In learning about the need for good facilities for elderly citizens, learners go to a retirement home and work in partnerships to orally interview residents to create a ‘Life in a Retirement Home’ video that is then uploaded online into a shared space for viewing. This communication was not designed with any particular audience in mind. It may be useful for an unknown audience for whom retirement facilities are relevant; it is not relevant to the elderly citizens interviewed since they are already there!
Substantive, multi-modal communication - Communication is multi-modal when it includes the use of more than one type of communication mode or tool to produce a coherent message. For example, learners might create a presentation that integrates video and text , or embed a photograph into a blog post. The communication is considered multi-modal only if the elements work together to produce a stronger message than one element alone. Multi-modal communication, by its very nature, requires more substantive thinking than using only one mode or tool, as learners must consider and select appropriate tools and weave the elements together to create an integrated whole.
Is this substantive multi-modal communication?
Yes No

Learners write lab reports about their science lab on density of matter, including narrative text and visual evidence of what they saw in their experiment (such as drawings or screen shots of real time data displays). The learning activity requires multiple modes of media that work together for a more complete description of the experimental outcomes.

Young learners use the design technology process to make a new toy, and decide to create a television advertisement for it. They view a wide range of TV ads to analyse the persuasive marketing techniques used, and choose a strategy that is appropriate for their toy. Analysis of TV advertising techniques before deciding on an appropriate marketing strategy enriches learners’ thinking and decision-making.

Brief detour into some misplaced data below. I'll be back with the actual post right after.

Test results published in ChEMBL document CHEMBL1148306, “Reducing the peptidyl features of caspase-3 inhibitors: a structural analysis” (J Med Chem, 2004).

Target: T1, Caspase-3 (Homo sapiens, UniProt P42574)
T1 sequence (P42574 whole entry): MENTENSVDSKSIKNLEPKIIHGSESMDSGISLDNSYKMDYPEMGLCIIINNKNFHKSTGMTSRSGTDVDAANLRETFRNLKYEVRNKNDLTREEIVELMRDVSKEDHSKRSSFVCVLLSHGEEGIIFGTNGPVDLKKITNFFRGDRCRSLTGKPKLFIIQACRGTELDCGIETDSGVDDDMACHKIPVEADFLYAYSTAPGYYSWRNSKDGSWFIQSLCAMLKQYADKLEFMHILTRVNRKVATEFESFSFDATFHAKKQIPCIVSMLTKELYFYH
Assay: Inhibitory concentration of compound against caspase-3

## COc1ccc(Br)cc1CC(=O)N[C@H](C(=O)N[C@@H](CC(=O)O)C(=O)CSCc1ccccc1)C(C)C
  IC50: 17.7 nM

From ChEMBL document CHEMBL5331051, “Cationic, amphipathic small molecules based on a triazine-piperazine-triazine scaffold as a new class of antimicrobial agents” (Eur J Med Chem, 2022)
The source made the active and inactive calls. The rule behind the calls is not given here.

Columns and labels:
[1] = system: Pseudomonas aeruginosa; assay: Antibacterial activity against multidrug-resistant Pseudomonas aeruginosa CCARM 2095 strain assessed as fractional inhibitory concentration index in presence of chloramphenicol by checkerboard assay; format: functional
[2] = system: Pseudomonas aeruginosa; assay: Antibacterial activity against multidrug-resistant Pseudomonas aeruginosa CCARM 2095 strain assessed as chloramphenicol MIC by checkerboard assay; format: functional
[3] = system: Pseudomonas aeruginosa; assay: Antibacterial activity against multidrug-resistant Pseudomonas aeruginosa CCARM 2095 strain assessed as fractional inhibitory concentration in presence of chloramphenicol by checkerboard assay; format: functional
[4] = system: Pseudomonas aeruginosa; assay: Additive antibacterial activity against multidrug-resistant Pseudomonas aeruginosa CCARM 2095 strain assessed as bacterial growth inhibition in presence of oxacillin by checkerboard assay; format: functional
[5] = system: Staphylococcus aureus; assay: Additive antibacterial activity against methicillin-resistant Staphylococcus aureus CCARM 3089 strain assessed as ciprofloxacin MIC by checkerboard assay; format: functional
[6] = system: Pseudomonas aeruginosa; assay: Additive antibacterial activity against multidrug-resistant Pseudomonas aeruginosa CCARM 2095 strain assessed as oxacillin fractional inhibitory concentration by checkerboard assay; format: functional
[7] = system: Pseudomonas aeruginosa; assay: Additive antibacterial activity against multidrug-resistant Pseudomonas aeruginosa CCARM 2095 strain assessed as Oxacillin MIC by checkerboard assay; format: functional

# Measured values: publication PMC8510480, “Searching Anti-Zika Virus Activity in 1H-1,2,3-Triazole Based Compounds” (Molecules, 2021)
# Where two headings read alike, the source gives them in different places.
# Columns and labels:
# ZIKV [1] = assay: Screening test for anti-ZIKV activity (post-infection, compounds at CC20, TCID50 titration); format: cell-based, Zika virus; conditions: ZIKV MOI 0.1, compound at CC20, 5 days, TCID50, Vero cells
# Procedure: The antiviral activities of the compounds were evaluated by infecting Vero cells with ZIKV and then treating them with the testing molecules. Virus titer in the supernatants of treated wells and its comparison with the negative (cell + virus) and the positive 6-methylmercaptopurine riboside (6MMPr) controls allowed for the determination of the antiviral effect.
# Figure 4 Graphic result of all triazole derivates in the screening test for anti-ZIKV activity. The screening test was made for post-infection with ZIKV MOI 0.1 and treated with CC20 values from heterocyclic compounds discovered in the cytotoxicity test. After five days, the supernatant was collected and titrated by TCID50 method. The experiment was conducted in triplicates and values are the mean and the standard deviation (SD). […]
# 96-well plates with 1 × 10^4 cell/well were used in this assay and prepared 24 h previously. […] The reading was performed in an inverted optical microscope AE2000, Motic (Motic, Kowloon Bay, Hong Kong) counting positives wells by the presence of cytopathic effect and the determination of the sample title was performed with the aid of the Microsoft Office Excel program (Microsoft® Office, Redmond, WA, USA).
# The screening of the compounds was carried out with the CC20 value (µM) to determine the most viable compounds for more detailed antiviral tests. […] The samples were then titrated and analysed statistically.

Learners write lab reports about their science lab on density of matter, including only narrative text. The learning activity requires use of only one communication mode.

Young learners use the design-technology process to make a new toy, and create a television advertisement for it. The communication is multi-modal; the content of the TV advertisement does not necessarily require substantive thinking.
Use of the learning process to improve communication - What occurs during the process of learning – the interactions, processes, communication modes, language and skills used – are key to monitoring, assessing and explicitly developing learners’ communication skills. Do learners reflect on and use the process of their learning to increase meta-cognitive thought to monitor, manage and improve their own development and thinking?
Do learners use the process of their learning to improve their communication?
Yes No
Learners video themselves solving a mathematical problem, verbally explaining the steps they used and their reasoning. They use this and assessment criteria to reflect with their teacher (or learning partner) on their mathematical language, process and reasoning, and what they need to do to improve. Learners video themselves solving a mathematical problem, verbally explaining the steps they used and their reasoning. The teacher uses this to assess learner’s work and to suggest areas for improvement.

Excerpt from 21CLD, Australian Implementation Toolkit, Microsoft, 2013